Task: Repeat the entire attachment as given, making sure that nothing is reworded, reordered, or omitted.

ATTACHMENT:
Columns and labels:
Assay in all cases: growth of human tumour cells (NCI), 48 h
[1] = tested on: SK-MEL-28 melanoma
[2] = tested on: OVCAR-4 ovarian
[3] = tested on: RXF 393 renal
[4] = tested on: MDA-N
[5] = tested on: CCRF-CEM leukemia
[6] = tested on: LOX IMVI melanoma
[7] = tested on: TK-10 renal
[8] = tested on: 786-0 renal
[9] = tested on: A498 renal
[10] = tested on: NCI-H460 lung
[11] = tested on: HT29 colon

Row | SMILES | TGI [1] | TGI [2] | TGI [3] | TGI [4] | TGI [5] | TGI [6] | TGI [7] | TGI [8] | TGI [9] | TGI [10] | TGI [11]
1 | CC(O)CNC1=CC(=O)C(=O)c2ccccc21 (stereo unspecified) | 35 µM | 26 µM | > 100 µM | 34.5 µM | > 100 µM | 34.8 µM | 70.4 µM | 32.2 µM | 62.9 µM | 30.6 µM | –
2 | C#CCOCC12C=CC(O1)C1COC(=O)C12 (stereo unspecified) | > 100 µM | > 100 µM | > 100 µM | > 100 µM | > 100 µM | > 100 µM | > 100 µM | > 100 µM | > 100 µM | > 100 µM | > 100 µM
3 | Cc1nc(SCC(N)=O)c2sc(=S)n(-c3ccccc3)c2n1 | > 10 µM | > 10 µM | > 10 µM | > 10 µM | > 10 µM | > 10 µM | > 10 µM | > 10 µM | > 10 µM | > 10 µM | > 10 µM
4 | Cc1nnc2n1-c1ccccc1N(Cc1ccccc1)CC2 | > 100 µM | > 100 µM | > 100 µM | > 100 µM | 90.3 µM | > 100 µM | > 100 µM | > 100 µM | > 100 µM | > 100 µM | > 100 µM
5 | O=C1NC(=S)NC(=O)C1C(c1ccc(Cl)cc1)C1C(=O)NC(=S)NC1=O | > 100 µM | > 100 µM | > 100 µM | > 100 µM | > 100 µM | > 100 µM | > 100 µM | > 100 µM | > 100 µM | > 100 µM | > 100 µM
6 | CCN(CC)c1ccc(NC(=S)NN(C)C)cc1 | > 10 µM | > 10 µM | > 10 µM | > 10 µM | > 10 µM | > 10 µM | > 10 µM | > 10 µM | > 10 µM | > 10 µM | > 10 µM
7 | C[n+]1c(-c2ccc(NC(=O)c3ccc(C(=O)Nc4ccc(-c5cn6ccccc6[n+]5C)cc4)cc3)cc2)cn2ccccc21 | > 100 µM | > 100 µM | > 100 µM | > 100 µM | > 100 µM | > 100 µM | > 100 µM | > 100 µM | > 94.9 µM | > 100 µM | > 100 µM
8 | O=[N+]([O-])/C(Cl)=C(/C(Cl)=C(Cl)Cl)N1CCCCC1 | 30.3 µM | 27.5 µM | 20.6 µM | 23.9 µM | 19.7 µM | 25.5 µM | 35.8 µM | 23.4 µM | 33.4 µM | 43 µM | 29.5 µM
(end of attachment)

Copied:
Columns and labels:
Assay in all cases: growth of human tumour cells (NCI), 48 h
[1] = tested on: SK-MEL-28 melanoma
[2] = tested on: OVCAR-4 ovarian
[3] = tested on: RXF 393 renal
[4] = tested on: MDA-N
[5] = tested on: CCRF-CEM leukemia
[6] = tested on: LOX IMVI melanoma
[7] = tested on: TK-10 renal
[8] = tested on: 786-0 renal
[9] = tested on: A498 renal
[10] = tested on: NCI-H460 lung
[11] = tested on: HT29 colon

Row | SMILES | TGI [1] | TGI [2] | TGI [3] | TGI [4] | TGI [5] | TGI [6] | TGI [7] | TGI [8] | TGI [9] | TGI [10] | TGI [11]
1 | CC(O)CNC1=CC(=O)C(=O)c2ccccc21 (stereo unspecified) | 35 µM | 26 µM | > 100 µM | 34.5 µM | > 100 µM | 34.8 µM | 70.4 µM | 32.2 µM | 62.9 µM | 30.6 µM | –
2 | C#CCOCC12C=CC(O1)C1COC(=O)C12 (stereo unspecified) | > 100 µM | > 100 µM | > 100 µM | > 100 µM | > 100 µM | > 100 µM | > 100 µM | > 100 µM | > 100 µM | > 100 µM | > 100 µM
3 | Cc1nc(SCC(N)=O)c2sc(=S)n(-c3ccccc3)c2n1 | > 10 µM | > 10 µM | > 10 µM | > 10 µM | > 10 µM | > 10 µM | > 10 µM | > 10 µM | > 10 µM | > 10 µM | > 10 µM
4 | Cc1nnc2n1-c1ccccc1N(Cc1ccccc1)CC2 | > 100 µM | > 100 µM | > 100 µM | > 100 µM | 90.3 µM | > 100 µM | > 100 µM | > 100 µM | > 100 µM | > 100 µM | > 100 µM
5 | O=C1NC(=S)NC(=O)C1C(c1ccc(Cl)cc1)C1C(=O)NC(=S)NC1=O | > 100 µM | > 100 µM | > 100 µM | > 100 µM | > 100 µM | > 100 µM | > 100 µM | > 100 µM | > 100 µM | > 100 µM | > 100 µM
6 | CCN(CC)c1ccc(NC(=S)NN(C)C)cc1 | > 10 µM | > 10 µM | > 10 µM | > 10 µM | > 10 µM | > 10 µM | > 10 µM | > 10 µM | > 10 µM | > 10 µM | > 10 µM
7 | C[n+]1c(-c2ccc(NC(=O)c3ccc(C(=O)Nc4ccc(-c5cn6ccccc6[n+]5C)cc4)cc3)cc2)cn2ccccc21 | > 100 µM | > 100 µM | > 100 µM | > 100 µM | > 100 µM | > 100 µM | > 100 µM | > 100 µM | > 94.9 µM | > 100 µM | > 100 µM
8 | O=[N+]([O-])/C(Cl)=C(/C(Cl)=C(Cl)Cl)N1CCCCC1 | 30.3 µM | 27.5 µM | 20.6 µM | 23.9 µM | 19.7 µM | 25.5 µM | 35.8 µM | 23.4 µM | 33.4 µM | 43 µM | 29.5 µM